I once had a flying friend, a former military pilot, tell me that flying missions was,
“Filled with hours and hours of boredom, punctuated by brief moments of panic.”
While woodworking is fortunately not filled with hours of boredom, it can occasionally be fraught with brief moments of panic.
Some time ago, I had decided to artificially “age” the cherry in my privacy screen project, using a solution of lye in water. I decided on this because I don’t feel like I’m connecting with customers when I try to explain how the piece will age, and I don’t have any good photographs for examples. The piece will simply show better with an aged cherry look. And also partly out of a desire for some instant gratification for myself. I’ve used this procedure before on smaller projects with good results, so I thought nothing more about applying the lye to the parts that I’ve completed for the privacy screen.
The brief (and not so brief) moment of panic came after I applied the lye to the first two stiles (vertical pieces) of the screen. Instead of the dark red I was expecting, I got a sickly, greenish yellow. Mortified with the result, and not really knowing what to do next, I decided to call it a day, and sleep on it. So today, the yellow had turned to a rusty orange color. I applied a second coat of the lye solution, and the cherry started to turn the familiar dark red that I was looking for. A quick first coat of Daly’s ProFin, a wipe on polyurethane, secured the look I was hoping for.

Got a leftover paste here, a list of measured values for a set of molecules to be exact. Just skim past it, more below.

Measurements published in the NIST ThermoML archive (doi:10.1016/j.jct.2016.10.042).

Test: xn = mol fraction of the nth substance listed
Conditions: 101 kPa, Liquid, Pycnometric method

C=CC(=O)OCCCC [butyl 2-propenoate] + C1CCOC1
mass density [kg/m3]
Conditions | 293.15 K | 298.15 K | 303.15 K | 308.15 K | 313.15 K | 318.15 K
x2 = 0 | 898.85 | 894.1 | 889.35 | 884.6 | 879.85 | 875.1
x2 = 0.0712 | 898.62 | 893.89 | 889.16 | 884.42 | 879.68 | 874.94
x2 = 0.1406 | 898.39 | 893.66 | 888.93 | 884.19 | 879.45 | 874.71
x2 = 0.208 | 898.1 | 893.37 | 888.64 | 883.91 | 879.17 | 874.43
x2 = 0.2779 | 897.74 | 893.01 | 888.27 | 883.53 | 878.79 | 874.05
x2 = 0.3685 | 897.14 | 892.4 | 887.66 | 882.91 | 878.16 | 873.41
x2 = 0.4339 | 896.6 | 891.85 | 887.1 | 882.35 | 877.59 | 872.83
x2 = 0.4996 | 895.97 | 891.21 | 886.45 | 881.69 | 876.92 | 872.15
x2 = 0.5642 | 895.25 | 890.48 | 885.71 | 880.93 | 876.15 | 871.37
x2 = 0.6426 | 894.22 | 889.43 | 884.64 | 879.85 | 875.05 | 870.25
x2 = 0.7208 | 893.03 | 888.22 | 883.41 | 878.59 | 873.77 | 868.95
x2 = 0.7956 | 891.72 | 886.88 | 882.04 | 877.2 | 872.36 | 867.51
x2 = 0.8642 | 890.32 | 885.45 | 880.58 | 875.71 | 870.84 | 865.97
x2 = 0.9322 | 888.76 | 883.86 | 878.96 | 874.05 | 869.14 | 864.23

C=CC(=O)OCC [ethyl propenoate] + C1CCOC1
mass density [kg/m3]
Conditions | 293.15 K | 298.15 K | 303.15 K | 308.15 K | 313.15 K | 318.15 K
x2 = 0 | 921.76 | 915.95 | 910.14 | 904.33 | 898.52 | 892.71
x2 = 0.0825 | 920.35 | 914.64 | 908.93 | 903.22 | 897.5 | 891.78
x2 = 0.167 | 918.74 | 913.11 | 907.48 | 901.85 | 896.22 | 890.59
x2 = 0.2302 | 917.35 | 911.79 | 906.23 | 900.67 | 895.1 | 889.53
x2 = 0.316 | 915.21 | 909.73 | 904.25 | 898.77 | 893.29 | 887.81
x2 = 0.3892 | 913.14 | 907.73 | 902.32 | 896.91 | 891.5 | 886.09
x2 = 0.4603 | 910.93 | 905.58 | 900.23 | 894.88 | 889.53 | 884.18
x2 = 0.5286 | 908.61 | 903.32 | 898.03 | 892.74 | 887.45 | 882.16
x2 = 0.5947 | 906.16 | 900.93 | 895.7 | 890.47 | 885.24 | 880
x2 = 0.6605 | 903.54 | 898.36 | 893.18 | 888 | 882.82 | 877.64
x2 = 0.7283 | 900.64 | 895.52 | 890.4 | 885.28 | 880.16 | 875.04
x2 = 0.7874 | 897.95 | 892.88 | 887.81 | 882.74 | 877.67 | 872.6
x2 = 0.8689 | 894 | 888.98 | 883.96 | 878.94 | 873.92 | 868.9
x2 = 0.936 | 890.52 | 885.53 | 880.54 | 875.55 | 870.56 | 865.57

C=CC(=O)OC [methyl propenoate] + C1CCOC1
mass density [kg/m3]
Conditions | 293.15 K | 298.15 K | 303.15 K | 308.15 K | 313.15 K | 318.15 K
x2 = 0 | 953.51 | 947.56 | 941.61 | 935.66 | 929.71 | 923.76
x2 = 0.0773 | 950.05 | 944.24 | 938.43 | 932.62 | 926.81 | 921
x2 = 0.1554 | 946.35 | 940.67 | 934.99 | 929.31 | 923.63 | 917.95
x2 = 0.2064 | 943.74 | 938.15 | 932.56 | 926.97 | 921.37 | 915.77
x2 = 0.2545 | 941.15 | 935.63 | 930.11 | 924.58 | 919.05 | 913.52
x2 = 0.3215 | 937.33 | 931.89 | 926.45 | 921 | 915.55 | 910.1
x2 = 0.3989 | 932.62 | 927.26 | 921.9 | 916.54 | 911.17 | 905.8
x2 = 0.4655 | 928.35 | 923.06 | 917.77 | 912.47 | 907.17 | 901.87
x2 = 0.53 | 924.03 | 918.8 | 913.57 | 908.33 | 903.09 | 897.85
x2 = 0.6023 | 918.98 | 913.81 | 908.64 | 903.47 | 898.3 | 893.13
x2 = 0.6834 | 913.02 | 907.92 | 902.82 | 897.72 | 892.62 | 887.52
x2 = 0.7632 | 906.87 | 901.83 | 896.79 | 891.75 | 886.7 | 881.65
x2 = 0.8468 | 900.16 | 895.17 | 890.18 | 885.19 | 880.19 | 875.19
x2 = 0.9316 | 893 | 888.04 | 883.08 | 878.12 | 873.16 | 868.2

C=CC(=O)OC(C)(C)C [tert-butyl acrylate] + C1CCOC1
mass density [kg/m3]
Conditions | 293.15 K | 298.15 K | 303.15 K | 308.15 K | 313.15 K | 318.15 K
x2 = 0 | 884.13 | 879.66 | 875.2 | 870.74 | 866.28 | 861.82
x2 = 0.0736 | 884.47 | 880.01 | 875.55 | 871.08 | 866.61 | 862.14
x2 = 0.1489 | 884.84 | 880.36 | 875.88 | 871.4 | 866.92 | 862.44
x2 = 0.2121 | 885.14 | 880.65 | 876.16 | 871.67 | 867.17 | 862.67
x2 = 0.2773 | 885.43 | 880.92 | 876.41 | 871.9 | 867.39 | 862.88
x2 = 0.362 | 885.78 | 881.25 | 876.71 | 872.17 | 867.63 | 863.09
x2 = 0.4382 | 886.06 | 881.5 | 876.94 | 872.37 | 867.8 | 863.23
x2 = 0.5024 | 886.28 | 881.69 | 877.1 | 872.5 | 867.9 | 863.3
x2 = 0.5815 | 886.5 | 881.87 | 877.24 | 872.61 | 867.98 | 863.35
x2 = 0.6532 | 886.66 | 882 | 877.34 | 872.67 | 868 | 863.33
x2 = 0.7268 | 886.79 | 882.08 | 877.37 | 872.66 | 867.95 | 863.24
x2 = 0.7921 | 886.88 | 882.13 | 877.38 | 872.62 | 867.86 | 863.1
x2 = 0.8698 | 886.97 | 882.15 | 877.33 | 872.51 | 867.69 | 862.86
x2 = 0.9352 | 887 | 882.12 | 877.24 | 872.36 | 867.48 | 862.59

The photo above shows the first two stiles after two applications of the lye solution, and the next two stiles shortly after one application. In the foreground, is one of the remaining untreated stiles. My best guess, is that because I like to work with an abundance of caution, I used a weaker solution than usual, so the reaction took longer and a second application was required. In the end, things worked out fine; crisis averted.
2 thoughts on “Brief Moments of Panic”
Very cool story, very pretty stiles. And I always thought chemistry was a relatively exact science.
Any variable (like me) applied to a coefficient inevitably results in a variable product.